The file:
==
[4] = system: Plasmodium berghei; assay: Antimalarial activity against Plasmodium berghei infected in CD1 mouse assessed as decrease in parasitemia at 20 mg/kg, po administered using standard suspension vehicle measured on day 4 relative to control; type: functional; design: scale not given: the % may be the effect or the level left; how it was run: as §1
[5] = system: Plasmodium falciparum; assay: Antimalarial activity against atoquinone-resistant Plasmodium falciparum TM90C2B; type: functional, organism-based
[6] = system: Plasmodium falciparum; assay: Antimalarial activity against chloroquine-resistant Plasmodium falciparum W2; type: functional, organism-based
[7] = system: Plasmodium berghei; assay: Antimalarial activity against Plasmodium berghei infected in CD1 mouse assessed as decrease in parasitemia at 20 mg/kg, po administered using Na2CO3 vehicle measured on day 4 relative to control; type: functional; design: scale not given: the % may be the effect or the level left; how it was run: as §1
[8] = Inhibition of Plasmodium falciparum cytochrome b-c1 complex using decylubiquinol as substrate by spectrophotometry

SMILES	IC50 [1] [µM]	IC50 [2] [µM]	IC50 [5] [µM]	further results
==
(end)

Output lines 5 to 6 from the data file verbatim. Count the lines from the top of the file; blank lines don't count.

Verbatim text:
[8] = Inhibition of Plasmodium falciparum cytochrome b-c1 complex using decylubiquinol as substrate by spectrophotometry

SMILES	IC50 [1] [µM]	IC50 [2] [µM]	IC50 [5] [µM]	further results